What do we mean by ‘See the Beauty’?
Navigating the complex world of development and nonprofits can be confusing. Charity organizations compete for attention and supporters, often using emotionally manipulative methods that portray people as inferior and in need of pity. While this may be effective in raising money, we feel it perpetuates the idea of “primitive cultures” needing to be civilized by the Western world.
Instead of viewing the people we serve as problems to solve, we believe we have a responsibility to present their dignity, beauty, and humanity. We believe this perspective should be reflected in all our organization’s activities, from our photos to our publications to our programs. We hope that through these efforts, other individuals and organizations learn to see the beauty of not just Micronesia, but of all cultures.
We’ve come up with five guidelines that we use in thinking critically about development and interacting with other cultures.
- See beauty holistically
- Respect culture and dignity
- Be more than honest
- Don’t reduce people to problems
- Stay humble
We’ve described each below.
See Beauty Holistically
When we titled our campaign “See the Beauty,” we had to talk about what we meant by “beauty.” The idea isn’t universal. Cultures have different values of beauty and individuals have varying tastes. So what do we mean?
One of the first things that often strikes people when they come to Micronesia is the landscape. As the plane banks for landing, you can see an oasis in a desert ocean out of your window; dry land sprouting green trees. As you move closer to the beach the water goes from deep blue to glistening teal and finally to frothy white. In the evenings, the fluffy clouds, often weighed down with warm rain glow create the most stunning sunsets you’ve ever seen. But is this the beauty we’re trying to encourage people to see? If so, the campaign would be a bit pointless; you can’t miss the sunsets.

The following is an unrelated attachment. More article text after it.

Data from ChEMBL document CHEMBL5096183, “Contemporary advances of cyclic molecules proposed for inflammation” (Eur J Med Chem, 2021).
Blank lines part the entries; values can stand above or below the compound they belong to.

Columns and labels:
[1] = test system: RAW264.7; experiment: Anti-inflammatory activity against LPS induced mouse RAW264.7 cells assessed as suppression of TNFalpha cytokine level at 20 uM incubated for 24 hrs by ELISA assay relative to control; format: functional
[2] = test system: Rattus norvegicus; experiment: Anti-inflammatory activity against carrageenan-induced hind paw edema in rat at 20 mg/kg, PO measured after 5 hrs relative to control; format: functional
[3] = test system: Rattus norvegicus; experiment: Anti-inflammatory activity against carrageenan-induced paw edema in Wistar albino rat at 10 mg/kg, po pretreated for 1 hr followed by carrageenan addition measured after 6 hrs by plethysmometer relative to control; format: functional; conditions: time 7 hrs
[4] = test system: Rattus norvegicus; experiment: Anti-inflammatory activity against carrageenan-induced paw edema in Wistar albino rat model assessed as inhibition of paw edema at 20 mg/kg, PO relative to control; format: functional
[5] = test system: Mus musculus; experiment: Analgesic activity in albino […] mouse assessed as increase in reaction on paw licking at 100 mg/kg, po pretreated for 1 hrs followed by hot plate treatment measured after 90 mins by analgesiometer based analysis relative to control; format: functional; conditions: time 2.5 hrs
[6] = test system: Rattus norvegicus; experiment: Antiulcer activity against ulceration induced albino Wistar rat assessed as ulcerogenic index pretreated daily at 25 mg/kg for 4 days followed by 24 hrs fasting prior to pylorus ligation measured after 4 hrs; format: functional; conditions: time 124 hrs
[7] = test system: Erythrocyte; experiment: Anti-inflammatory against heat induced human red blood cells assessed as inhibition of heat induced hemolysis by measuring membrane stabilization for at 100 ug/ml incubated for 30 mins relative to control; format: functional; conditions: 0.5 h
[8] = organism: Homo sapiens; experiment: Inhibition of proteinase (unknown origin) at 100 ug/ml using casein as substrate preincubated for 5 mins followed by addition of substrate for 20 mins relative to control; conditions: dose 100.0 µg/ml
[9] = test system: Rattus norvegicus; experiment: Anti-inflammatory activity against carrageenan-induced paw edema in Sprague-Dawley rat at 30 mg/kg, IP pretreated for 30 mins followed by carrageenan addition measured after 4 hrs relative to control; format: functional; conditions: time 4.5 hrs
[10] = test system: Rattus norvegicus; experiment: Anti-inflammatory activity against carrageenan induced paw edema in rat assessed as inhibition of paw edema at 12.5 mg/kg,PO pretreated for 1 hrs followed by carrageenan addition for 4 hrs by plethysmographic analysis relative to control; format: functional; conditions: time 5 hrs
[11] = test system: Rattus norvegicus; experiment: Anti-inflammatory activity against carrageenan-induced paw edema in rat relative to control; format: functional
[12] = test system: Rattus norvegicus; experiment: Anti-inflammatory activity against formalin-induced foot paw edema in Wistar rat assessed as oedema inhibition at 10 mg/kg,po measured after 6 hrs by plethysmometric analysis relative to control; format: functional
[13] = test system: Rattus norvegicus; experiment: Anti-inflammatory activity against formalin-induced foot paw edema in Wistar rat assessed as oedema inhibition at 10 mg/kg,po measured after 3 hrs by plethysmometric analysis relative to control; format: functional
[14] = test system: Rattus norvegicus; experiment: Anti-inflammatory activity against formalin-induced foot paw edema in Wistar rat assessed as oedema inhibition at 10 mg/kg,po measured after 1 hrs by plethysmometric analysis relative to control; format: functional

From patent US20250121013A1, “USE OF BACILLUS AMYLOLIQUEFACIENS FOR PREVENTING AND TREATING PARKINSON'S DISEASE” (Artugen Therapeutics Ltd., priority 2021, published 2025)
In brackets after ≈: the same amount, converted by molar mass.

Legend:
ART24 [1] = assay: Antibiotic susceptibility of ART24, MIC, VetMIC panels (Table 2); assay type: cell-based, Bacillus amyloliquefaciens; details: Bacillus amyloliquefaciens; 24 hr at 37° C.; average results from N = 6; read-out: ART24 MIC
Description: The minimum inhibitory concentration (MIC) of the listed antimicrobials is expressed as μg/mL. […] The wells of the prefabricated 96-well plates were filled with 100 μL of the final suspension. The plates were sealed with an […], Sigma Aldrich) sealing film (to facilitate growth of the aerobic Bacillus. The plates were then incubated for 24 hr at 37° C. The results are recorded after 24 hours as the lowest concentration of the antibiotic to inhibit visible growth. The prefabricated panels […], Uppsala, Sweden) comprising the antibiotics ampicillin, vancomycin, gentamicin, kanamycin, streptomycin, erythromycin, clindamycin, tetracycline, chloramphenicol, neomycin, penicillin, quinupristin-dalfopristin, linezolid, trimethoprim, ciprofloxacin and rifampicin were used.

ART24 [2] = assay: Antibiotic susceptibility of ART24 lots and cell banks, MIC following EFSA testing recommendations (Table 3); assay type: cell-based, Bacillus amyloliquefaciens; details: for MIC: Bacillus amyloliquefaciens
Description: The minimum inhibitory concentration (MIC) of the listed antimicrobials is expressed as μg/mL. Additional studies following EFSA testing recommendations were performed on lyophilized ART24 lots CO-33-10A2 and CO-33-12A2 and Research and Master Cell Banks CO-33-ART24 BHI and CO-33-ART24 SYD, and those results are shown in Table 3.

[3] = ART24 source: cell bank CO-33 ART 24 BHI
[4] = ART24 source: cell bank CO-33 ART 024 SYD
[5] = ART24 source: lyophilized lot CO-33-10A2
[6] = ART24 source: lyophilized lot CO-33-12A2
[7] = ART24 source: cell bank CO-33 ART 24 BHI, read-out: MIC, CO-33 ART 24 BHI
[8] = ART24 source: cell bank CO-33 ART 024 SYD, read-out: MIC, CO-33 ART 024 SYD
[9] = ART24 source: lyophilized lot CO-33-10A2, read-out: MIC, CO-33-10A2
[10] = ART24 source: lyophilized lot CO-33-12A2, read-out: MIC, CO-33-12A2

Maybe the next thing people notice is the children. Some days it rains so hard that the streets flood and taxis leave rooster tails of water behind them. Little boys come running out of their houses to skim board down the road with cardboard boxes. Is this what we mean?
When we say beauty, we’re talking about something even broader. Yes, the landscapes are breathtaking and yes, the little kids will warm your heart, but when we say Micronesia is beautiful, we’re talking about Micronesia holistically. You can’t divide up beauty. It is not simply the mothers with their babies. It’s not just the enchanting voices that sing so joyfully in the churches. It’s not only the traditional canoes that show a great mastery of sailing and the mysteries of local navigation. It is all these things and more interwoven together.
Respect Culture and Dignity
Working internationally is inherently difficult. In addition to political borders, alternate legal systems, and language barriers, transnational work has to account for difference in culture. This goes far beyond dress and diet. This seeps into the way we read emotions, the things we expect of people socially and business-wise, and the axioms we hold to be absolutely true.
We must acknowledge that we come from particular backgrounds and bodies of knowledge. We must recognize that our culture differs from others, and that no culture or practice or form of knowledge is inherently better than another.
A preference for Western “science-based” medicine over regional folk medicine, for example, naïvely discounts social merit, placebo effects, and affordability. And to be honest, many folk treatments are doubtless physiologically better for a body than the refined chemicals and pills Western medicine is so fond of prescribing. This purblind perspective also overlooks the fact that countries that practice Western medicine still have strong traditions of folk medicine—they just may not be named as such.
Local knowledge and wisdom is invaluable in getting the job done. After all, it stems from a specific and relevant history and context. Systems and plans that work in one state may be impractical or even harmful in another. Understanding this not only sidesteps certain misplaced superiorities, but it can lead to the acceptance and use of a particular country’s knowledge.
It’s a broad, sweeping goal, but we strive to validate the cultures and wisdom of the people we work with.
Be More than Honest